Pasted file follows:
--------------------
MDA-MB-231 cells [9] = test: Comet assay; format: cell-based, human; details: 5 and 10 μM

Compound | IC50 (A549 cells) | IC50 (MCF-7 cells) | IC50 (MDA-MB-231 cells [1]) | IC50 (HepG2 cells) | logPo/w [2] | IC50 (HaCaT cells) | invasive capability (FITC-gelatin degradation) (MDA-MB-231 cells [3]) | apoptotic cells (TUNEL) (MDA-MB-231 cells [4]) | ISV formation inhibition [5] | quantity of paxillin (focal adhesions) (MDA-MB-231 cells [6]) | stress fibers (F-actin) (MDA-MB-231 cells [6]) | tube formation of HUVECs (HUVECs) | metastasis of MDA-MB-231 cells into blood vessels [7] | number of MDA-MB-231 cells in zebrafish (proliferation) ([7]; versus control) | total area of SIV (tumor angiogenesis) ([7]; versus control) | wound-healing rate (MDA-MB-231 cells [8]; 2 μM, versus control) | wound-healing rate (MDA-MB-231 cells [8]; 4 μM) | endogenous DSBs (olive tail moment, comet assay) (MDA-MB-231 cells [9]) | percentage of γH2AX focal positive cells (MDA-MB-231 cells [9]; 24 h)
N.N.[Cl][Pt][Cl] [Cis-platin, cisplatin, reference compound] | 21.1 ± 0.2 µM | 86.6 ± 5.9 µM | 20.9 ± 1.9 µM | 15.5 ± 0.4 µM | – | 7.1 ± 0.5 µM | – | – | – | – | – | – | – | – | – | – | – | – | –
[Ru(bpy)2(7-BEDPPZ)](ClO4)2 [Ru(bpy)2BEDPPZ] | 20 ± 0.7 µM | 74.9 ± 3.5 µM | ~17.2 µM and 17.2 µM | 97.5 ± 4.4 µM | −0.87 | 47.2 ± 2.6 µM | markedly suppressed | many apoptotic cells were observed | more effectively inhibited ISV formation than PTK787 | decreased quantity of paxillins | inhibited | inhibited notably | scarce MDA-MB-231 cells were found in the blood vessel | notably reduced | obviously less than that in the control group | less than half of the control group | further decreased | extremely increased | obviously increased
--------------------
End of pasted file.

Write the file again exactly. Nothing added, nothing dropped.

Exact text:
MDA-MB-231 cells [9] = test: Comet assay; format: cell-based, human; details: 5 and 10 μM

Compound | IC50 (A549 cells) | IC50 (MCF-7 cells) | IC50 (MDA-MB-231 cells [1]) | IC50 (HepG2 cells) | logPo/w [2] | IC50 (HaCaT cells) | invasive capability (FITC-gelatin degradation) (MDA-MB-231 cells [3]) | apoptotic cells (TUNEL) (MDA-MB-231 cells [4]) | ISV formation inhibition [5] | quantity of paxillin (focal adhesions) (MDA-MB-231 cells [6]) | stress fibers (F-actin) (MDA-MB-231 cells [6]) | tube formation of HUVECs (HUVECs) | metastasis of MDA-MB-231 cells into blood vessels [7] | number of MDA-MB-231 cells in zebrafish (proliferation) ([7]; versus control) | total area of SIV (tumor angiogenesis) ([7]; versus control) | wound-healing rate (MDA-MB-231 cells [8]; 2 μM, versus control) | wound-healing rate (MDA-MB-231 cells [8]; 4 μM) | endogenous DSBs (olive tail moment, comet assay) (MDA-MB-231 cells [9]) | percentage of γH2AX focal positive cells (MDA-MB-231 cells [9]; 24 h)
N.N.[Cl][Pt][Cl] [Cis-platin, cisplatin, reference compound] | 21.1 ± 0.2 µM | 86.6 ± 5.9 µM | 20.9 ± 1.9 µM | 15.5 ± 0.4 µM | – | 7.1 ± 0.5 µM | – | – | – | – | – | – | – | – | – | – | – | – | –
[Ru(bpy)2(7-BEDPPZ)](ClO4)2 [Ru(bpy)2BEDPPZ] | 20 ± 0.7 µM | 74.9 ± 3.5 µM | ~17.2 µM and 17.2 µM | 97.5 ± 4.4 µM | −0.87 | 47.2 ± 2.6 µM | markedly suppressed | many apoptotic cells were observed | more effectively inhibited ISV formation than PTK787 | decreased quantity of paxillins | inhibited | inhibited notably | scarce MDA-MB-231 cells were found in the blood vessel | notably reduced | obviously less than that in the control group | less than half of the control group | further decreased | extremely increased | obviously increased